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Decline In Financial Literacy Comes With Age

With aging, there is a decline in financial literacy, as well as with health literacy, says Dr. Tarek Rajji, of the Centre for Addiction and Mental Health and the recipient of the largest Canadian grant to date ‒ approximately $10 million ‒ for the prevention of Alzheimer’s disease. Speaking at the ‘2014 Ontario Bar Association Award for Excellence in Pensions & Benefits Law Dinner’ ‘Mental Health: Why it matters to the financial security of an aging population,’ he said there could be a number of reasons for the relationship between age and health and financial literacy. With age, he said, there is a decline in memory, problem solving, and decision-making which could all impact the financial and health literacy of a senior. He also talked about the research he is doing on mitigating the impact of Alzheimer’s disease and dementia. For example, he said there is a strong link between the disease and depression. Anyone who develops depression at in any time in their life doubles the risk of developing Alzheimer's. If depression is suffered during their 70s, the chances quadruple. Other factors are smoking, social activity or engagement, physical activity, cognitive activity, and managing metabolic problems such as diabetes. If any of these can be modified, the onset of dementia can be delayed and even reduced.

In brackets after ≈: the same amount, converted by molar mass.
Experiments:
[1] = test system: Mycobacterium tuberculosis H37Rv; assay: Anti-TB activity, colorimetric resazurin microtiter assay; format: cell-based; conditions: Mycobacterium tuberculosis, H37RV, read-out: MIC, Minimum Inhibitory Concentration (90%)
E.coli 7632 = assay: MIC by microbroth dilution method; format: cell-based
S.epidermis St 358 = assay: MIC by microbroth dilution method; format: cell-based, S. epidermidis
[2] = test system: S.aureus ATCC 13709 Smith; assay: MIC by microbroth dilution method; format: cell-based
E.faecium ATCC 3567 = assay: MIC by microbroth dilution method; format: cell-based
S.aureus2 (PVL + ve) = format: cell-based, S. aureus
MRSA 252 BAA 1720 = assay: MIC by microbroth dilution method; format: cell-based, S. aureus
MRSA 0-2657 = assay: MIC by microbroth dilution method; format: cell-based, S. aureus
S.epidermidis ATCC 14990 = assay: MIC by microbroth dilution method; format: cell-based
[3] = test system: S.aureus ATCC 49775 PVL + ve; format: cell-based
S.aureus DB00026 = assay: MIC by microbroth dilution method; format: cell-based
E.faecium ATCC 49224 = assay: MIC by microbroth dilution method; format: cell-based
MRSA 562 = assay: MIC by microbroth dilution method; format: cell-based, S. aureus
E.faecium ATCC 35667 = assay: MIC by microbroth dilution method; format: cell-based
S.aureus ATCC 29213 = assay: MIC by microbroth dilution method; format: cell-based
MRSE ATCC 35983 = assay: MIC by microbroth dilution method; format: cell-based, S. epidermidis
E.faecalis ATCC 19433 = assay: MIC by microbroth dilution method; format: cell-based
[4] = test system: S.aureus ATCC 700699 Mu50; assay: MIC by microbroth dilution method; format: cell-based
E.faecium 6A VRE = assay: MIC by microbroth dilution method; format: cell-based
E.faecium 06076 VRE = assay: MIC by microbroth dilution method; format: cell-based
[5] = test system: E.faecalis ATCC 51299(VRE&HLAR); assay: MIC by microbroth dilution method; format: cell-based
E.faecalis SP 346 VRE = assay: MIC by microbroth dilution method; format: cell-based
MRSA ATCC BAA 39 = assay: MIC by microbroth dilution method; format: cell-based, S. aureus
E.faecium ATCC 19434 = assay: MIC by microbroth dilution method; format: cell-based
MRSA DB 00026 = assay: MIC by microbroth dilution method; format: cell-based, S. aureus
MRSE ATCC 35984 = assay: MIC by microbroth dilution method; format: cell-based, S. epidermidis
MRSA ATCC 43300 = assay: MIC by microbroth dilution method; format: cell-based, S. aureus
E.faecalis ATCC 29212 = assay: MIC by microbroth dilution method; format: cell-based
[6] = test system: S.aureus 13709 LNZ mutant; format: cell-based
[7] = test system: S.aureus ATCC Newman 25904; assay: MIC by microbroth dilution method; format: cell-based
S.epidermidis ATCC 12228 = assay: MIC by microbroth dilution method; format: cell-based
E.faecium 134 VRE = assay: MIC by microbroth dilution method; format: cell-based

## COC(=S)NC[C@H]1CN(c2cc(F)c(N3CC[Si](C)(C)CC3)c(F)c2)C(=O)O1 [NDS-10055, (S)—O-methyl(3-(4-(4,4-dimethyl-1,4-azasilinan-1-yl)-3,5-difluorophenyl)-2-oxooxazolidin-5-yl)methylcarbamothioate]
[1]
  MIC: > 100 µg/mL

Courtesy of 
Benefits and Pensions Monitor website News Alerts 

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